An Inside Look at the Honours Bachelor of Interpretation Program (ASL – English)

[music] RHONDDA REYNOLDS: The Honours Bachelor of Interpretation, American Sign Language – English, is a four-year program of advanced studies in both American Sign Language and Interpretation. WAYNE NICHOLSON: Deaf people are like anybody else. They can attend all different kinds of functions and that’s what makes the job so unique as well.

RAY KISMAN: I’m always thrilled when something is accomplished. So when the Deaf person has access to something that they weren’t able to get access to before. When they’re able to get their loan for their home, it’s special to be a part of. WAYNE NICHOLSON: In terms of working with individuals,

Interpreters need to have the ability to understand these people; such as their languages and cultures, who they are; in addition to working to understand the overall context and the messages within the interaction. These skills require excellent competency in these two languages, which in turn conveys what these individuals bring to a dialogue.

This is crucial. Quick cognitive processing must also take place to convey accurate messages for these people. That is the fundamental skill. RHONDDA REYNOLDS: This can be a challenging program for some people because of the need for a strong foundation in both American Sign Language as well as English.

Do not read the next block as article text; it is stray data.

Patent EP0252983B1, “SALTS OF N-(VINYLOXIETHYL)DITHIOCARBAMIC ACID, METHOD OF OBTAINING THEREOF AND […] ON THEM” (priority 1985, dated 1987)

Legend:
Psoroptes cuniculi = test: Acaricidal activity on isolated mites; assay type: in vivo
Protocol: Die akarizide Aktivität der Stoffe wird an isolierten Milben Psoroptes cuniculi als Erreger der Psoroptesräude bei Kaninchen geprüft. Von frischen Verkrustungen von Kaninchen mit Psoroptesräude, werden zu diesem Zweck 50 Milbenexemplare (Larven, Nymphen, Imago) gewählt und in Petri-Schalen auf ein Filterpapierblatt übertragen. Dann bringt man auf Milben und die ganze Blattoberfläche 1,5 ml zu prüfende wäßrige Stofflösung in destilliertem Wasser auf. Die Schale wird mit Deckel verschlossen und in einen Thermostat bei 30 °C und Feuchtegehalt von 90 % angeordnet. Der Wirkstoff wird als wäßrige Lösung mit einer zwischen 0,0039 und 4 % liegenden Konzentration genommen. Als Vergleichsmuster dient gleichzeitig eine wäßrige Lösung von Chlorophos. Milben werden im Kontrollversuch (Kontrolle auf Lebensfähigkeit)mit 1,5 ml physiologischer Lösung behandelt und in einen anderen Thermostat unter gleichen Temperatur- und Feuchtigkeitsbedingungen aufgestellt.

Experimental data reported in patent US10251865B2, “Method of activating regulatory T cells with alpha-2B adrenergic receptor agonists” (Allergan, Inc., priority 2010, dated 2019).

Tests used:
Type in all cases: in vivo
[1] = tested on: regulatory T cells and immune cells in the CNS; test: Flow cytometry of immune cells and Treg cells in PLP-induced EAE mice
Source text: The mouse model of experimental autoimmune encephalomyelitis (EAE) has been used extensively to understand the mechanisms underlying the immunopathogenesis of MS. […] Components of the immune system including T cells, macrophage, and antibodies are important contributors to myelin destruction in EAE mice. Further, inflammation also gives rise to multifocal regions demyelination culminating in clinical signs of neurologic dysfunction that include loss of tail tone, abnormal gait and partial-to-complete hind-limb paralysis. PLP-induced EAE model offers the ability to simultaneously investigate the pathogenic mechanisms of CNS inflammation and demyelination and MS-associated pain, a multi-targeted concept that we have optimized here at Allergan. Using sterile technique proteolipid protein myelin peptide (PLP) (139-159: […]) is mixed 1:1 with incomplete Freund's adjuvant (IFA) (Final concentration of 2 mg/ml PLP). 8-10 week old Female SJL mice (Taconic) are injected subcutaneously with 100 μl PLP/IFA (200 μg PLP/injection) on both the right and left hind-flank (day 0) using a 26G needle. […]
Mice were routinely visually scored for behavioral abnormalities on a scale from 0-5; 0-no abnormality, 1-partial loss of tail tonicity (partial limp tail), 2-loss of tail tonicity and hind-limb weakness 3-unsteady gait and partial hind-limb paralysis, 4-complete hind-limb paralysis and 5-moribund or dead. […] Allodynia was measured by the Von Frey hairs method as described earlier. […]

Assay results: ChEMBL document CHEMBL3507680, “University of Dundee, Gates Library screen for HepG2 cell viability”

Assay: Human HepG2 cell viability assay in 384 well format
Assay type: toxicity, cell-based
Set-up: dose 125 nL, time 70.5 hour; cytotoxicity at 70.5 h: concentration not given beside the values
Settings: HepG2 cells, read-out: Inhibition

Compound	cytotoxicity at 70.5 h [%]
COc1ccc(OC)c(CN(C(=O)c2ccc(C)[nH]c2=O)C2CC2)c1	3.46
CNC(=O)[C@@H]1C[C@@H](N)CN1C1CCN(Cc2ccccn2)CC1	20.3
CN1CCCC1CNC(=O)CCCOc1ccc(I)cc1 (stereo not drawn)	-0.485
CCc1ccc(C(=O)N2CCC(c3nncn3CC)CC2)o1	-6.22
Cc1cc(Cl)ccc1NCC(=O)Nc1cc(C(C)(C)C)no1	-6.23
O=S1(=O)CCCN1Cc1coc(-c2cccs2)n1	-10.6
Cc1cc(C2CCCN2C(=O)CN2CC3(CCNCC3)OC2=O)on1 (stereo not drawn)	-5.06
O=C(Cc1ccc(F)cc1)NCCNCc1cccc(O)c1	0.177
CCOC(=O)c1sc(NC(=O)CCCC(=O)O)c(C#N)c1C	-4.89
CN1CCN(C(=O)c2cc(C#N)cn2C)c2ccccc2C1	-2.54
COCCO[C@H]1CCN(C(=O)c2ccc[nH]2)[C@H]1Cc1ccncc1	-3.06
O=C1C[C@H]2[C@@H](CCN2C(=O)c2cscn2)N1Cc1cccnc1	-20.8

A need to have strong memory skills and memory recall skills; both visual memory, visual spatial memory and auditory memory; the ability to focus for long periods of time and the fact that there is no direct word– English word in American Sign Language sign correlation.

RAY KISMAN: What I benefitted from and what I brought forth with me from that experience was confidence. I find a lot of the interactions that I had in the program are applying to where I am today. So for example, there’s a lot of partnerships with the ROM,

Royal Ontario Museum and I was able to go there and work with individuals on a one-to-one basis. CHRIS KENOPIC: Whenever I see a new interpreter I’ve not met before, I always ask them where they graduated from. And when they say George Brown College, knowing that I participated in the development of the program,

And to see younger interpreters out and working in the field is just great. The fact that these interpreters have gone through such a credible interpreting program at George Brown College with faculty who have expertise in linguistics; are knowledgeable and use their extensive involvement within the

Deaf community to inform their teaching inspires confidence in me knowing that they are a graduate of this program. RHONDDA REYNOLDS: Being an interpreter underscores the role and the privilege that we have being part of the most intimate moments of a person’s life. [music] 57 00:02:37,758 –> 00:00:00,000 a

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